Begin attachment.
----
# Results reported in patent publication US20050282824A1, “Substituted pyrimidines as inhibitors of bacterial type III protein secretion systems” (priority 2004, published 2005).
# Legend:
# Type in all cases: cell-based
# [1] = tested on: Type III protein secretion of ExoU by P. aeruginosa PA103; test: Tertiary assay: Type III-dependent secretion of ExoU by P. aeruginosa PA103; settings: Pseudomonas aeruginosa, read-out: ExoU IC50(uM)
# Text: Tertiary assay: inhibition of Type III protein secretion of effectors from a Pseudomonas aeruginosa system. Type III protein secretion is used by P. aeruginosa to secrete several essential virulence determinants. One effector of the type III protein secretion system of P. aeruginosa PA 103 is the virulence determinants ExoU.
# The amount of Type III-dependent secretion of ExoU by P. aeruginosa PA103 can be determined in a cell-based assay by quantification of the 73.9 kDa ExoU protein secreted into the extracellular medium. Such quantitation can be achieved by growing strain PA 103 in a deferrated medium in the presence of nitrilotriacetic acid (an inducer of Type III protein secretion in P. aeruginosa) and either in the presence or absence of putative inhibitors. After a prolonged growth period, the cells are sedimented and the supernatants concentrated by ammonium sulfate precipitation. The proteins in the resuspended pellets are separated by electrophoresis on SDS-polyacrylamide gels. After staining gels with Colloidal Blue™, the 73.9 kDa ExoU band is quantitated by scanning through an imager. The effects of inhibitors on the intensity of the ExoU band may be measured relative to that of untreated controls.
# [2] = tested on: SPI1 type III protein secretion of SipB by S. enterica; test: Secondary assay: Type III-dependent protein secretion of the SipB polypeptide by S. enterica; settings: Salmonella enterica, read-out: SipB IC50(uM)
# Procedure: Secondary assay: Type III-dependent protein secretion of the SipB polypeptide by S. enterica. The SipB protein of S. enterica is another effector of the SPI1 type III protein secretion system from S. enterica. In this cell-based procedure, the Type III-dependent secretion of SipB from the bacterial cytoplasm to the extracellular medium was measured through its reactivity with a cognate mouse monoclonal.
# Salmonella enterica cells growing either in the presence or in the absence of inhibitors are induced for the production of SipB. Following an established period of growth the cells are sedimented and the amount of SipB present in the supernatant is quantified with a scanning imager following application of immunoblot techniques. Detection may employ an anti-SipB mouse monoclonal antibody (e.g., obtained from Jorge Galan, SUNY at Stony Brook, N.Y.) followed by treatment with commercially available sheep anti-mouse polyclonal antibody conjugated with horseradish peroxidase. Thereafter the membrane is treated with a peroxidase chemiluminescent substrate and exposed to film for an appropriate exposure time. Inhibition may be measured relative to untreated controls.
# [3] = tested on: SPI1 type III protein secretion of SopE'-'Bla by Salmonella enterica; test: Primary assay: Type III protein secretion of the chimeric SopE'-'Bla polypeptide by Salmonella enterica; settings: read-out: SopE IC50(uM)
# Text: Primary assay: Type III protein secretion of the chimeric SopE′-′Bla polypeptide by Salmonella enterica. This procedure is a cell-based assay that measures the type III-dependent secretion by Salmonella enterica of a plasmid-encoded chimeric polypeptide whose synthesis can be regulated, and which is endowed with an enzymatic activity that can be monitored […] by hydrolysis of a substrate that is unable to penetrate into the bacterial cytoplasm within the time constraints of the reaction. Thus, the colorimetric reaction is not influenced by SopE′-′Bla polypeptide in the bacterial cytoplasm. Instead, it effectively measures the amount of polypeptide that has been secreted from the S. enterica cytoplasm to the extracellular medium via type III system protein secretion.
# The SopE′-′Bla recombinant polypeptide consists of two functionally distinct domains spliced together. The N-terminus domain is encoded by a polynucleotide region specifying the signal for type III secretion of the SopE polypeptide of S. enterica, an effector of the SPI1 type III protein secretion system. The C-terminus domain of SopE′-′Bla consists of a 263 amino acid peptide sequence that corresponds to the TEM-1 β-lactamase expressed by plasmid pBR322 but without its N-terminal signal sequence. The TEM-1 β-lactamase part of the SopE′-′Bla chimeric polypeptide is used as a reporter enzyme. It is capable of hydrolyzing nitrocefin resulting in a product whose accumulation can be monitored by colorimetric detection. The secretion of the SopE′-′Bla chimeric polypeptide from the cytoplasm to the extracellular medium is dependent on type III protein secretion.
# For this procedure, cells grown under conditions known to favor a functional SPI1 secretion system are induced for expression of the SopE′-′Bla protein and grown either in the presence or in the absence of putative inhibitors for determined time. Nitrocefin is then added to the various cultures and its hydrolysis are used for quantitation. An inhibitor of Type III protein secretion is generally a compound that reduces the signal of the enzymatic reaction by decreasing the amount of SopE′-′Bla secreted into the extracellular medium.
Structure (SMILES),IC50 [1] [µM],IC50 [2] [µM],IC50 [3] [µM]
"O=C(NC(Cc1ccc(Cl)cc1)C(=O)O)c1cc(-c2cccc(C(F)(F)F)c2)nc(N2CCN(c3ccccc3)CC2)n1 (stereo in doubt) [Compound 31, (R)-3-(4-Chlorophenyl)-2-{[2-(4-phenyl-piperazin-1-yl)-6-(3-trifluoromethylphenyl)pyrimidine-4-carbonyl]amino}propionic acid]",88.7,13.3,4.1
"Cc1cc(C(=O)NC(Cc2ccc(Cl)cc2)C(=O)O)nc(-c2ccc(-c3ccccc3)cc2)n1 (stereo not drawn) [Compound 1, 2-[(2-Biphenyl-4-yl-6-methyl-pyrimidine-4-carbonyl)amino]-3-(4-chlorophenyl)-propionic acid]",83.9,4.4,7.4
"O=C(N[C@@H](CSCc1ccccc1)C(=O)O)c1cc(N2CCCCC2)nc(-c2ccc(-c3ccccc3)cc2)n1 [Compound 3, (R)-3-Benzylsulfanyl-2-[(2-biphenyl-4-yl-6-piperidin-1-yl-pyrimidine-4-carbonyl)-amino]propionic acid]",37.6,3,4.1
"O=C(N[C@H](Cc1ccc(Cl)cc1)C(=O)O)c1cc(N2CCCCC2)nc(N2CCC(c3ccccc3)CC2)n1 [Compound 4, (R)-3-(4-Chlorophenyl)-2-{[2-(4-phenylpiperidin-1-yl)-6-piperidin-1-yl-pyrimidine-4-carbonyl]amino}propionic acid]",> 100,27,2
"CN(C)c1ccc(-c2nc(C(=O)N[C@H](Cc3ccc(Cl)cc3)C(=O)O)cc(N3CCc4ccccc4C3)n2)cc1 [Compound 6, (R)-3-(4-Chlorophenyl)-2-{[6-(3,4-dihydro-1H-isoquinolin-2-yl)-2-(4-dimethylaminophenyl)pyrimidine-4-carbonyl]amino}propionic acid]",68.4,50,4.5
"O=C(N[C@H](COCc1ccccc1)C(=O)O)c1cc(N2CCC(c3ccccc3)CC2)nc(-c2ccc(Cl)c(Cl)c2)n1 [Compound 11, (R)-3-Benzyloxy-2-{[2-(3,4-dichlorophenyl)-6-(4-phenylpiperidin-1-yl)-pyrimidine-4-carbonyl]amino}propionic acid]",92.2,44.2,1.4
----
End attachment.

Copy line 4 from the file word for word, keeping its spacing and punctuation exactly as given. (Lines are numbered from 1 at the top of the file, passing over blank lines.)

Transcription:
# [1] = tested on: Type III protein secretion of ExoU by P. aeruginosa PA103; test: Tertiary assay: Type III-dependent secretion of ExoU by P. aeruginosa PA103; settings: Pseudomonas aeruginosa, read-out: ExoU IC50(uM)